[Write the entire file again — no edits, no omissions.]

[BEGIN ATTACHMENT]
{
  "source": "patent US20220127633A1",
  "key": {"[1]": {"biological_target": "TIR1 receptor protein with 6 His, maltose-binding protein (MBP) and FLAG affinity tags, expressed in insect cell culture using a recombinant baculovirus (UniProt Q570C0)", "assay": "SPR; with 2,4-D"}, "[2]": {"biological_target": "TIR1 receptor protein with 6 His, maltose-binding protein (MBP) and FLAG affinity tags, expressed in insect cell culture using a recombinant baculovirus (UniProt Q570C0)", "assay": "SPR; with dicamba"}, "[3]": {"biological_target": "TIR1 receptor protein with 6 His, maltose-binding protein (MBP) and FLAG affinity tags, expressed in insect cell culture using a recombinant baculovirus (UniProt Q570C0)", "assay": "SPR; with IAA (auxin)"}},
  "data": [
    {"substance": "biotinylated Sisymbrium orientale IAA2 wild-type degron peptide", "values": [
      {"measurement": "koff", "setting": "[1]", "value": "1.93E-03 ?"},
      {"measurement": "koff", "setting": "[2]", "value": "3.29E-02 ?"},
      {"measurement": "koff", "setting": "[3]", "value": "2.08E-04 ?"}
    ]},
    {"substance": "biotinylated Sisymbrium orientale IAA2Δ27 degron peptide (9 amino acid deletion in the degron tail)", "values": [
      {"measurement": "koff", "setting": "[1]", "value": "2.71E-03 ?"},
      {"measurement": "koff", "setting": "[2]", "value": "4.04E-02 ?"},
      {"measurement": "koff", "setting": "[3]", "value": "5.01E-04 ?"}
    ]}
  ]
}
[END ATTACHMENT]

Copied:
{
  "source": "patent US20220127633A1",
  "key": {"[1]": {"biological_target": "TIR1 receptor protein with 6 His, maltose-binding protein (MBP) and FLAG affinity tags, expressed in insect cell culture using a recombinant baculovirus (UniProt Q570C0)", "assay": "SPR; with 2,4-D"}, "[2]": {"biological_target": "TIR1 receptor protein with 6 His, maltose-binding protein (MBP) and FLAG affinity tags, expressed in insect cell culture using a recombinant baculovirus (UniProt Q570C0)", "assay": "SPR; with dicamba"}, "[3]": {"biological_target": "TIR1 receptor protein with 6 His, maltose-binding protein (MBP) and FLAG affinity tags, expressed in insect cell culture using a recombinant baculovirus (UniProt Q570C0)", "assay": "SPR; with IAA (auxin)"}},
  "data": [
    {"substance": "biotinylated Sisymbrium orientale IAA2 wild-type degron peptide", "values": [
      {"measurement": "koff", "setting": "[1]", "value": "1.93E-03 ?"},
      {"measurement": "koff", "setting": "[2]", "value": "3.29E-02 ?"},
      {"measurement": "koff", "setting": "[3]", "value": "2.08E-04 ?"}
    ]},
    {"substance": "biotinylated Sisymbrium orientale IAA2Δ27 degron peptide (9 amino acid deletion in the degron tail)", "values": [
      {"measurement": "koff", "setting": "[1]", "value": "2.71E-03 ?"},
      {"measurement": "koff", "setting": "[2]", "value": "4.04E-02 ?"},
      {"measurement": "koff", "setting": "[3]", "value": "5.01E-04 ?"}
    ]}
  ]
}